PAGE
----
Sue Newland, a Topeka Audubon Society board member, was first to spot the swallow-tailed kite flying Tuesday with a large group of its cousins — Mississippi kites — which she said are more common in Topeka, though she admittedly can’t remember seeing this many kites of any kind in Shawnee County in past years.
“There have only been 15 documented sightings of this bird in the entire state since 1968,” Newland said. “The only other time one was seen in Shawnee County was Sept. 6, 1972. So yes, this is a vary rare sighting of this particular species.”
Newland said she made the discovery after hearing a report from fellow birder Ralph Hoover of seeing 16 Mississippi kites at the entrance to the Kaw River State Park.
“This is a very high number to see in these parts,” Newland said. “So before heading for work that afternoon, I went down to see them. Pulled off the park road in a turn out and looked up. This bird with a very white head and swallow or forked tail was heading right for me. I couldn’t believe it.”
She said she quickly took a picture with her phone and sent it to her mentor, Carol Morgan, to verify her identification of the bird.
“She immediately came down with her camera and we started getting the word out to the birding community,” Newland said. “Later it was discovered that the viewing was easier from the parking lot by the governor’s mansion.
“It is a lot of fun to find a rare bird and pass that on to other birders. People come from all over to see it. We have a Kansas birders Facebook page where we share information and photos. The excitement was high.”
Since the initial spotting, birdwatchers from across the state have flocked to the Cedar Crest governor’s mansion and Kaw River State Park north of S.W. 6th Street and west of S.W. Fairlawn Road to view the migratory raptor, which was seen again by onlookers on Thursday.
“The kite was at times flying rather low, very close to the observers,” Newland said.
Scott Wilson, a wildlife photographer, visited the area and took captivating photos of the swallow-tailed kite flying above him, including a series of photos in which the kite catches a bug with its talons mid-flight and eats it.
“Getting a clean, crisp shot of this fast-moving bird is a real challenge for photographers,” Wilson said. “The kite gives us plenty of opportunity to try to get the shot. You can almost reach out and touch them as the young birds fly over with the cicada in hand.”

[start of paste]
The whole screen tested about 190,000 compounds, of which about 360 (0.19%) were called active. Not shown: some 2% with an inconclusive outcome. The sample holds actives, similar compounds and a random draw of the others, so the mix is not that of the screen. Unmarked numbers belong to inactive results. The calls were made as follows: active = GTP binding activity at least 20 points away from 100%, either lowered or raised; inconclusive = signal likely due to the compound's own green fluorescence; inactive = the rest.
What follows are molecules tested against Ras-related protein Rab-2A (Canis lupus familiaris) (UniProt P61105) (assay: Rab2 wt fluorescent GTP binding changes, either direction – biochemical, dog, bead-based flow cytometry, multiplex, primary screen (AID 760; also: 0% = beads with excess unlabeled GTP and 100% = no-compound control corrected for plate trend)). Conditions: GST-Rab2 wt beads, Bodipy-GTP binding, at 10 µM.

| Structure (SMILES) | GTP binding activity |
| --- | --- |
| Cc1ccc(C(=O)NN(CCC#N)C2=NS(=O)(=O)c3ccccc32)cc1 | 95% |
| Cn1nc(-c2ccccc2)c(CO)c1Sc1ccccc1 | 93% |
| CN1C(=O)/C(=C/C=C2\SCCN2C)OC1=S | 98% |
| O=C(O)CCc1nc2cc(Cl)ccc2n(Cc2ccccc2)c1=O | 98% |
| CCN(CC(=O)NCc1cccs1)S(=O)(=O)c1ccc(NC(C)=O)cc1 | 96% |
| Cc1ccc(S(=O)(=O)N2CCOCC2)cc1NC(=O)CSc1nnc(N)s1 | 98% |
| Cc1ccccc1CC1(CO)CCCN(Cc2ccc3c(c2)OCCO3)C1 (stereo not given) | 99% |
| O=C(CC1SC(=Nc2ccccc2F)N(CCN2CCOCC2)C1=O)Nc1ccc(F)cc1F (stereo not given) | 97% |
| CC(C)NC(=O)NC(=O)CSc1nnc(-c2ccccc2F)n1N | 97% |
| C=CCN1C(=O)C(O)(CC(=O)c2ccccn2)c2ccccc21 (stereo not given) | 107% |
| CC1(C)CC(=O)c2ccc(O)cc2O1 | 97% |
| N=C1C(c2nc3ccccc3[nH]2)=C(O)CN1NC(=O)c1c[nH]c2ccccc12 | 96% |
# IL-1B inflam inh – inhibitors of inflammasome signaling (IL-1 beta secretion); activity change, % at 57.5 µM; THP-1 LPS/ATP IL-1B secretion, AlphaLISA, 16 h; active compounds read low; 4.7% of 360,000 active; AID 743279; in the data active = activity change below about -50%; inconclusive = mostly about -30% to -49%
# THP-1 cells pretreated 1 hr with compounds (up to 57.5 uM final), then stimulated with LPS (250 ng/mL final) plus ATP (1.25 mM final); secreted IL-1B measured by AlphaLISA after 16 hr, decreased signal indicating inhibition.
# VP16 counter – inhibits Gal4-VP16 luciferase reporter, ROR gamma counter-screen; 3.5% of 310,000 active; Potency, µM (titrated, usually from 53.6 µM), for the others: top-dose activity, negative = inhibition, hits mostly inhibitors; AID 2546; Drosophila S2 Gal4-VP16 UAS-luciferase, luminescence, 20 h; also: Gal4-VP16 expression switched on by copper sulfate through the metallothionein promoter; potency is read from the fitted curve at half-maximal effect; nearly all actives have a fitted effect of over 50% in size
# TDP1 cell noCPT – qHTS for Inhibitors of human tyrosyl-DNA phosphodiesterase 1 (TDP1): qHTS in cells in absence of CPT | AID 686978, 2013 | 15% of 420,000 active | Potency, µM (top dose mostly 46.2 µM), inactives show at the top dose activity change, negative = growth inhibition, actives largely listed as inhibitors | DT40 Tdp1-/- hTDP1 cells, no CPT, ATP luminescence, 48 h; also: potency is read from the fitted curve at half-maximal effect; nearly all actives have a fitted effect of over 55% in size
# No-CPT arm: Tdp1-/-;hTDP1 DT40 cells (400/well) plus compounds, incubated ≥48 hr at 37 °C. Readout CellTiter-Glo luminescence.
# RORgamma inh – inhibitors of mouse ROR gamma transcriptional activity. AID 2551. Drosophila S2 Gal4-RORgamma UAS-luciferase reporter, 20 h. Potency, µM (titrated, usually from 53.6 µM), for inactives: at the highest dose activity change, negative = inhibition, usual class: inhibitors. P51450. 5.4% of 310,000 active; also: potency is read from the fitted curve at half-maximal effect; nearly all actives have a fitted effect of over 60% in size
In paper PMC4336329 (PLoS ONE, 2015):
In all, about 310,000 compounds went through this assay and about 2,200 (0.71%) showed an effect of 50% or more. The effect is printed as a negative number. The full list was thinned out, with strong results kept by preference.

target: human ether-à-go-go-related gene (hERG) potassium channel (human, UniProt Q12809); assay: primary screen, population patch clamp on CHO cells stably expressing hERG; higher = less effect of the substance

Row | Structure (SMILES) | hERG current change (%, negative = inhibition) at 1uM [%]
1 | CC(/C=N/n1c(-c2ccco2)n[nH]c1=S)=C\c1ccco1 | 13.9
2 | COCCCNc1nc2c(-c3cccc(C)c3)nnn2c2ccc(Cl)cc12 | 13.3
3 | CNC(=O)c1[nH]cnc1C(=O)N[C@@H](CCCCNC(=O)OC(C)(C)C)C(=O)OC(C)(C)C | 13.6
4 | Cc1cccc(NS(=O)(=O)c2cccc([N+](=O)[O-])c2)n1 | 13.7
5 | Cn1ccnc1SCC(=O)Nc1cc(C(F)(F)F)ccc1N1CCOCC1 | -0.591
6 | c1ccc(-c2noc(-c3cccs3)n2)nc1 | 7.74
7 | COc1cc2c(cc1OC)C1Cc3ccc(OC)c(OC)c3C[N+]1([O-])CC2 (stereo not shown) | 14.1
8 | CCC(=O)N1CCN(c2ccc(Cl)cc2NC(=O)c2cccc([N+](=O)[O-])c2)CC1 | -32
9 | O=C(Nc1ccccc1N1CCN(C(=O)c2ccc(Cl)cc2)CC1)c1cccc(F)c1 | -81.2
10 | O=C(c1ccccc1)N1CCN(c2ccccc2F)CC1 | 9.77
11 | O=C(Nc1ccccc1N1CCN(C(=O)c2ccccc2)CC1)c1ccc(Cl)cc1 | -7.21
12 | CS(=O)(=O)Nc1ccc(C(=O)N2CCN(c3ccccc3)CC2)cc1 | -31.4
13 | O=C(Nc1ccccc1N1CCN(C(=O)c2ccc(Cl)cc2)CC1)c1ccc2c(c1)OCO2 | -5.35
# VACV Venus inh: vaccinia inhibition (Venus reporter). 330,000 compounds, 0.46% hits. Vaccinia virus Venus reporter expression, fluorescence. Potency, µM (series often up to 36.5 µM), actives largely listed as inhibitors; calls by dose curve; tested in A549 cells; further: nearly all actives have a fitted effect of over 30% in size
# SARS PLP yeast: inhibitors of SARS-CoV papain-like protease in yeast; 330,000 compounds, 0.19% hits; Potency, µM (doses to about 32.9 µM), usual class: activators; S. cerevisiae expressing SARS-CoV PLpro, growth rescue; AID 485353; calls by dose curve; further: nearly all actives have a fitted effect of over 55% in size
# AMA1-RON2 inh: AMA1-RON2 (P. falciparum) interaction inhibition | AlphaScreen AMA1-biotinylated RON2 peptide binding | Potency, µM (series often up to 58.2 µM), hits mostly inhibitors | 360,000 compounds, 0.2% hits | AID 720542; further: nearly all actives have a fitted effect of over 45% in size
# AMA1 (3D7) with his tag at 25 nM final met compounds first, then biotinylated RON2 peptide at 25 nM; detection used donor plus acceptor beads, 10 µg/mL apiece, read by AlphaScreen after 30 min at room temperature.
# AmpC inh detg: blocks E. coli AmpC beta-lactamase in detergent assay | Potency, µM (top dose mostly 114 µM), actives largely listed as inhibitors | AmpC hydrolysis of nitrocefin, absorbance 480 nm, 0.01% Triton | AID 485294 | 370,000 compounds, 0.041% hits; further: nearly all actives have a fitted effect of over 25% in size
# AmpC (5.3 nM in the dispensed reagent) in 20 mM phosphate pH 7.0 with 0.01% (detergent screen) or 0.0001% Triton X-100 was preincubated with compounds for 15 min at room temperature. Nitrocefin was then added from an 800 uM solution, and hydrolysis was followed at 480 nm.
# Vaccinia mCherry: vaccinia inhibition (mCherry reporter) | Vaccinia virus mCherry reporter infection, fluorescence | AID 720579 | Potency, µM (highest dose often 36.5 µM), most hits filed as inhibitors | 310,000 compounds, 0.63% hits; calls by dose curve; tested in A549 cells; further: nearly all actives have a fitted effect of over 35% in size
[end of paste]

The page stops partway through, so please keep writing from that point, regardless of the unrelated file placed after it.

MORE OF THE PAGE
He said he saw a post about the bird, which he didn’t even know existed until this week, on the Topeka Audubon Society’s Facebook page. After he saw a blurry photo of it, he decided that his challenge would be to get a good shot of the bird.
“On my second visit — first visit I didn’t wait long enough — to the Cedar Crest mansion, I captured some better shots,” Wilson wrote Friday morning. “There were a few birders at the location and they helped to identify the rare bird for me.
“Yesterday’s rain kept the birds out of the sky. As soon as the sun came out, they didn’t waste any time filling up on insects (seems cicadas are preferred). Fellow photogs in the KC and Manhattan area showed up, and the social event kicked into gear.”
Matt Longabaugh, of Lawrence, was among the crowd of out-of-town birders who made their way to Topeka to photograph the swallow-tailed kite this week.
“For me, birdwatching is all about beating the odds and finding the unlikely species,” Longabaugh said. “More often than not, you come home empty-handed, but eventually someone is bound to find something good. Those odds are what’s racing through my head when I’m looking at a bird like the swallow-tailed kite. I was very fortunate to have witnessed that magnificent bird. It would float real low just over the heads of its observers, just to check them out — I’ll never forget it.”
Wilson said he met several Facebook friends in person for the first time because of the kite, and he even had to switch to a shorter lens because of how close the bird came to the group.
“We were all having a blast with the opportunity to capture this bird, who seemed to be putting on a show for us,” said Wilson, who added he spends most of his time at Lake Shawnee taking photos of eagles. “The close flyovers were amazing opportunities to get the shot. These kites flying overhead are just as exciting as seeing the eagles fly.”